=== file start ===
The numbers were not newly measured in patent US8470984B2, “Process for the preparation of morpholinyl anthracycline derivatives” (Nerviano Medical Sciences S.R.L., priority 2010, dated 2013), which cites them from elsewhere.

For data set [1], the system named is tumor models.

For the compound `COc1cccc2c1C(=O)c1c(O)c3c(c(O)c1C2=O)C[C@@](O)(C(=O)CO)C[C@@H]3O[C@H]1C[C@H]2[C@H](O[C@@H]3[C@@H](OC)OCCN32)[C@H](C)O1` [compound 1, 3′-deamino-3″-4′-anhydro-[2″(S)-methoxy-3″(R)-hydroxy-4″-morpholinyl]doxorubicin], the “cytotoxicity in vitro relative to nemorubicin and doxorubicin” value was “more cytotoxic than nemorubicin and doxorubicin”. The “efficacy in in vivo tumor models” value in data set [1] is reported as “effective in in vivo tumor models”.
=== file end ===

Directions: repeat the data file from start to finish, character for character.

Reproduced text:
The numbers were not newly measured in patent US8470984B2, “Process for the preparation of morpholinyl anthracycline derivatives” (Nerviano Medical Sciences S.R.L., priority 2010, dated 2013), which cites them from elsewhere.

For data set [1], the system named is tumor models.

For the compound `COc1cccc2c1C(=O)c1c(O)c3c(c(O)c1C2=O)C[C@@](O)(C(=O)CO)C[C@@H]3O[C@H]1C[C@H]2[C@H](O[C@@H]3[C@@H](OC)OCCN32)[C@H](C)O1` [compound 1, 3′-deamino-3″-4′-anhydro-[2″(S)-methoxy-3″(R)-hydroxy-4″-morpholinyl]doxorubicin], the “cytotoxicity in vitro relative to nemorubicin and doxorubicin” value was “more cytotoxic than nemorubicin and doxorubicin”. The “efficacy in in vivo tumor models” value in data set [1] is reported as “effective in in vivo tumor models”.